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Pancake House Chef, the Reluctant DLSL Alumnus

Late last month, when I went to attend the dry-run and blessing of the new Pancake House restaurant in Lipa City, I was surprised as the store manager seated me and my companion when he asked me if I was the football coach. Although he was asking a question, the tone with which he asked it sounded more like he already knew that I was.

Then there was the curious fact that I had not laid my eyes on him before that moment. So I felt impelled to ask, “Yes, how do you know that?” He nodded in the direction of a chef in black coat by the cashier’s counter whom I was sure I also had not seen before.

The name of the chef, I was told, was Nikko Reyes; and that he was from Lipa. I asked to speak to the young man, who quickly came to join us at our table. He was not from Lipa at all but rather from the Municipality of Mataas-na-Kahoy, probably a quarter of an hour from the city.

It turned out that he was a De La Salle Lipa graduate from the high school class of 2008. This immediately explained why he knew me as the ‘football coach.’ More than just being an alumnus, he told me that he also trained with the football team.

Every chef, of course, dreams of one day owning his own restaurant. Whether young Nikko does is something already written in the book of his life, albeit still very much in the future. The pages of the book are still turning on a day to day basis.
My memory is strained after having met so many people in a three-decade long career in education. However, I remember all the boys who trained under me – excepting those who stayed for only a week or so – so I thought it strange that I did not remember him.

He was with the elementary team, he explained; and did not continue playing in high school. It is, however, truly a small world that we live in because one of his nephews turned out to be in the last high school football team that I coached and is now in De La Salle University-Manila’s UAAP team.

Inevitably, the conversation swung around to the alma mater; and it surprised me that he had not gone to visit since graduation. Most alumni/ae, particularly those who live nearby like him, make it a point to drop in on the alma mater every now and again to remain in touch with lowerclassmen and teachers.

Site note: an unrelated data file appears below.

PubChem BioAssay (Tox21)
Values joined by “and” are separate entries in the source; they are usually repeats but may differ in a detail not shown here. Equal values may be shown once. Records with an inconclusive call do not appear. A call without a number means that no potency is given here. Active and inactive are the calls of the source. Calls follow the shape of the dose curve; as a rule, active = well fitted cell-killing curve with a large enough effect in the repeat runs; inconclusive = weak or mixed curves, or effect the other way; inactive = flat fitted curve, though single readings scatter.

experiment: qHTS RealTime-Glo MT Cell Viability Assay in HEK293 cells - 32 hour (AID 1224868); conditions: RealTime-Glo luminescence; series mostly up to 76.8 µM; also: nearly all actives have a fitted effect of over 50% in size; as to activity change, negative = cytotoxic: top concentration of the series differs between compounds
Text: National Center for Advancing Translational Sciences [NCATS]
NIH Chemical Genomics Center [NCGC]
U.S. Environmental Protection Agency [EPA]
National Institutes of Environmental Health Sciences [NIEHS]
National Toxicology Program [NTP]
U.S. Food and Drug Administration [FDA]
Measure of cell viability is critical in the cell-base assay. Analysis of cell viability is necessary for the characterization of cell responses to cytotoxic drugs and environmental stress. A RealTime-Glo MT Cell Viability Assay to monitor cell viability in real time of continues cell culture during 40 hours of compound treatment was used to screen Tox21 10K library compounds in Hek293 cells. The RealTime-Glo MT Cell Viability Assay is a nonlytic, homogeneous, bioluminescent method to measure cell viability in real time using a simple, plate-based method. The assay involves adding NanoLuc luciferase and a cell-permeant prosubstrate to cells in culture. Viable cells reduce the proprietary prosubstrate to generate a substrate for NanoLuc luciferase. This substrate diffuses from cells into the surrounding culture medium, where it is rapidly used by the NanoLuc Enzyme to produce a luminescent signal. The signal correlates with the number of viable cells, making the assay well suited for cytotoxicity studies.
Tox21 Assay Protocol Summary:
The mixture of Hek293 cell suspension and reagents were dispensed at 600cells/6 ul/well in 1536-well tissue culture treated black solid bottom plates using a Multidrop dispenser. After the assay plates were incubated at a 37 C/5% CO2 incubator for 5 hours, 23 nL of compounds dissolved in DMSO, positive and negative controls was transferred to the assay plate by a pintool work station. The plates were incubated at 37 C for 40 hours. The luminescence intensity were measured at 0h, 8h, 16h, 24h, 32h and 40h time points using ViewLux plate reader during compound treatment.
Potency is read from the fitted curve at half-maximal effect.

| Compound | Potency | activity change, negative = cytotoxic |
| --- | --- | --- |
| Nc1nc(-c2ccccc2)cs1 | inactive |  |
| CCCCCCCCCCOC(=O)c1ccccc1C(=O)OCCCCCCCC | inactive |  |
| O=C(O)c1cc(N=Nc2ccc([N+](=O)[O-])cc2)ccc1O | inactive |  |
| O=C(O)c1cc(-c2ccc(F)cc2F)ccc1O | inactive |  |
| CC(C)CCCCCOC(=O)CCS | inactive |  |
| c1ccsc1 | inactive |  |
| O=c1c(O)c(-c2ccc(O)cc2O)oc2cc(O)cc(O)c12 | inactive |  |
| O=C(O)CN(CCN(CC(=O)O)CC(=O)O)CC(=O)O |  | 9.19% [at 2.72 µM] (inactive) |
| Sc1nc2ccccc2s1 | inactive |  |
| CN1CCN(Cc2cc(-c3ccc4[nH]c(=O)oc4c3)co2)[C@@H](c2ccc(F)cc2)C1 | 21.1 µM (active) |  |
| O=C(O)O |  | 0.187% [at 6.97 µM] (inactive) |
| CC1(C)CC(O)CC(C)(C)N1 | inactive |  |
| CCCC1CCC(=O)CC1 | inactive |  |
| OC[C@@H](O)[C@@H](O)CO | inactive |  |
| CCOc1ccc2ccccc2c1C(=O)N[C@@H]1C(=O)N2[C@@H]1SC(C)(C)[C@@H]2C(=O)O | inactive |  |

Nikko was almost apologetic when he explained that he was not a very good student who just went through the motions in high school. All he wanted to do, he told me, was to cook. He said that he had vowed to himself to return to the school only when he has become successful.

But why is that, I just had to ask him. I told him that he should visit the alma mater. His teachers would not hold it against him that he did not do too well in terms of academics back when he was in high school; and that they would all be more than happy to see him.

Chef Nikko Reyes graciously joined us at our table.
Besides, success is always a matter of perspective; and there are many of Nikko’s own classmates who will look on with envy at what he has made of himself. At any age when a few of his own classmates are probably still in school, he is already the Corporate Research and Development Chef of Pancake House, one of the biggest and most prestigious food chains in the country.

As Development Chef, Nikko is in charge of new product development for all Pancake House stores. Moreover, he is allowed to investigate community delicacies and ascertain if any of these can be adopted into the menus of local Pancake House stores.

Nikko is a classic example of what modern educators call the intelligences. In a nutshell, these are the various ways that a student’s intelligence will manifest itself. The problem with standard basic education is that it is made for everybody but tailored for nobody in particular. Hence, many young people suffer through classes they really have no interest in taking.

Thus, graduation from high school was probably a liberation of sorts for young Nikko, who could then turn his attention onto what he really wanted to do: cook. He enrolled at the prestigious Centre for Culinary Arts in Manila, had one or two jobs after gaining his certificate before landing his current job at Pancake House.

Every chef, of course, dreams of one day owning his own restaurant. Whether young Nikko does is something already written in the book of his life, albeit still very much in the future. The pages of the book are still turning on a day to day basis.

For the meantime, I seemed to have convinced him that there would be nothing to lose and everything to gain in visiting the alma mater. Every school feels proud when its graduates do well; and while Nikko is still only just building his career, even this early it is already apparent that he has the right tools to make a name for himself in the culinary world.

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